Classification
 Nomenclature
Scientific Name:
Asplenium ×lucrosum Perrie & Brownsey in Perrie et al., Pl. Syst. Evol. 250: 246 (2005)
Synonymy:
Holotype: New Zealand, Palmerston North, Massey University Turitea Campus, Bledisloe Park, L. Perrie 2918, 26 Nov. 2003, WELT P020582/A-L!
Etymology:
From the Latin lucrosus (gainful, profitable), a reference to the widespread commercial cultivation of the plant.
 Description

Terrestrial or rupestral ferns. Rhizomes short-creeping, bearing scales. Rhizome scales narrowly ovate with filiform apices, 5–20 mm long, 0.5–1.5 mm wide, dark brown, clathrate. Fronds 680–1200 mm long. Stipes 50–400 mm long, dark brown proximally and abaxially, green distally and adaxially, bearing narrowly ovate scales. Rachises green, scaly. Laminae 2–3-pinnate-pinnatifid, ovate or elliptic, narrowed to a pinnatifid apex, 130–1000 mm long, 80–500 mm wide, yellow-green (in exposed conditions) to dark green on both surfaces, herbaceous to coriaceous, bearing scattered scales, lacking hairs, bearing bulbils near the apices of primary and secondary costae; fertile and sterile pinnae dimorphic, the fertile narrower and more divided, occurring towards the lamina apex. Primary pinnae in 14–34 pairs below pinnatifid apex, usually overlapping; proximal pinnae ovate or narrowly ovate, those at mid-lamina narrowly ovate or narrowly elliptic; the longest at or below the middle, 40–300 mm long, 20–110 mm wide, apices acuminate, bases stalked. Secondary pinnae gradually decreasing in length along each primary pinna to the distal end; the longest proximal secondary pinnae ovate or narrowly ovate, 13–62 mm long, 7–18 mm wide, bases stalked; apices of fertile secondary pinnae acute or acuminate, the sterile acute or obtuse; the distal secondary pinnae linear, straight or falcate, apices acute, bases adnate. Tertiary segments linear; the longest fertile segments 5–11 mm long, 1–1.5 mm wide, sometimes deeply divided; the sterile shorter and broader. Sori submarginal; indusia 3–7 mm long, straight; free margins of indusia entire. Spores aborted, of irregular size and shape.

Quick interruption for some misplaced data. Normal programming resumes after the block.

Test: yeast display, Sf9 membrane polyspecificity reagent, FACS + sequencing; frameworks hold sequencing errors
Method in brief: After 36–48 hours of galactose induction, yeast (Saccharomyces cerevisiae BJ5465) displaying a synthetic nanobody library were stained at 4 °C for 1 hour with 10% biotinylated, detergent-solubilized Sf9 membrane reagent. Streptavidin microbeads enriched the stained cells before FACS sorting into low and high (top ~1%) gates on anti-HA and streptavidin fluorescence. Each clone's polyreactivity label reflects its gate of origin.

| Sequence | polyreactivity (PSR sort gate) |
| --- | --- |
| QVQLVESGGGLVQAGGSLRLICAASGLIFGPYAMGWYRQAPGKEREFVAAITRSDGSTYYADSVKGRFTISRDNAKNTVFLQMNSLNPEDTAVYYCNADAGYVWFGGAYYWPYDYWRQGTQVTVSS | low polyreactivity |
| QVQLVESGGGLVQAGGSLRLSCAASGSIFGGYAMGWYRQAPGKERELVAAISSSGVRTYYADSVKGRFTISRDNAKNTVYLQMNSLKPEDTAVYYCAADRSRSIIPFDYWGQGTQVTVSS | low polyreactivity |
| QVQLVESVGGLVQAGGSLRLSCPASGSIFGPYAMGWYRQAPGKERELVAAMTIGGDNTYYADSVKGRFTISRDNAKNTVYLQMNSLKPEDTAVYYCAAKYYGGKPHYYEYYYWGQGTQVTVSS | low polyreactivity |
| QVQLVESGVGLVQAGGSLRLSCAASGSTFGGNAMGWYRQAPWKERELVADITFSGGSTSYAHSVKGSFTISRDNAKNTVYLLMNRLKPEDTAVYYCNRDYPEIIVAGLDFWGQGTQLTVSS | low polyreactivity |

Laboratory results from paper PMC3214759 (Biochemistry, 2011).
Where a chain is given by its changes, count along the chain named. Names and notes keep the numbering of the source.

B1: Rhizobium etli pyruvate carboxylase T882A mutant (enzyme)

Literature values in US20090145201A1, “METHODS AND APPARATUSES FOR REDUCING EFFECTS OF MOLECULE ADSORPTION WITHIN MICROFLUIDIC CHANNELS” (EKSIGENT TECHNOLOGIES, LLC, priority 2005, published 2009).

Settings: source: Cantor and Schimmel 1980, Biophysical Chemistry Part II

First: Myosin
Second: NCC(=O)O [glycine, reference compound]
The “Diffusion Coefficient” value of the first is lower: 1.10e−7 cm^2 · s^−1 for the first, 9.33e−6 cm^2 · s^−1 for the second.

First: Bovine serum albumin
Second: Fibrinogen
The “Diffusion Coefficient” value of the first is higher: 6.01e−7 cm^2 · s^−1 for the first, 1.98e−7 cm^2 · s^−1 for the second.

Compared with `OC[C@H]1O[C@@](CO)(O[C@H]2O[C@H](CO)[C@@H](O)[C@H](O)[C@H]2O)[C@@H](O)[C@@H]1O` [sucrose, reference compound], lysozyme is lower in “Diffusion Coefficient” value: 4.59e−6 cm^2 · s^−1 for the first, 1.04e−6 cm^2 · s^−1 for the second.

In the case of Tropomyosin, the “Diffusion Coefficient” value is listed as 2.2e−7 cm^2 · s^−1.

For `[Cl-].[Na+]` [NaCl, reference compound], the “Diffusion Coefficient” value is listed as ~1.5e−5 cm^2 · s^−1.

Recognition

Plants of Asplenium ×lucrosum are widely cultivated and occasionally naturalised in New Zealand. They are hybrid plants with aborted spores but capable of propagation by means of their abundant bulbils. They are also dimorphic, either producing separate sterile and fertile fronds, or frequently a mixture of sterile and fertile pinnae on the same frond. The fertile pinnae are more highly dissected and tend to occur towards the apex of the frond. Such dimorphism does not occur in either A. bulbiferum or A. gracillimum, with which A. ×lucrosum has been confused.  The aborted spores are an additional distinguishing character.

 Distribution

North Island: Auckland, Southern North Island.

Altitudinal range:  20–40 m.

Asplenium ×lucrosum is a widely cultivated plant. Young plants, growing by vegetative propagation from bulbils, have been observed near botanic gardens in Wellington and Palmerston North (Perrie et al. 2005) and on Matiu / Somes Island, Wellington Harbour. There are also records from Auckland City. The plant is regarded as a casual adventive and, despite producing only sterile spores, has the potential to spread by means of its bulbils.

 Habitat

Occurs under native forest adjacent to planted areas in botanic gardens, or near areas of restoration planting.

 Biostatus
Exotic
 First Record

Perrie et al. (2005). Voucher: WELT P020582, 2003.

 Notes

Perrie et al. (2005) showed that Asplenium ×lucrosum is a hybrid between A. dimorphum from Norfolk Island and A. bulbiferum from New Zealand, which arose in cultivation. Based on chloroplast DNA data, the Norfolk Island A. dimorphum is the maternal parent, and the parent from which the hybrid inherits its frond dimorphism. The other parent is likely to be A. bulbiferum, based on its similar morphology and bulbiferous habit.

 Bibliography
Brownsey, P.J.; Perrie, L.R. 2018: Aspleniaceae. In: Breitwieser, I.; Wilton, A.D. (ed.) Flora of New Zealand — Ferns and Lycophytes. Fascicle 18. Manaaki Whenua Press, Lincoln.
Heenan, P.B.; de Lange, P.J.; Cameron, E.K.; Parris, B.S. 2008: Checklist of dicotyledons, gymnosperms, and pteridophytes naturalised or casual in New Zealand: additional records 2004–06. New Zealand Journal of Botany 46: 257–283.
Perrie, L.R.; Shepherd, L.D.; Brownsey, P.J. 2005: Asplenium xlucrosum nothosp. nov.: a sterile hybrid widely and erroneously cultivated as "Asplenium bulbiferum". Plant Systematics and Evolution 250: 243–254.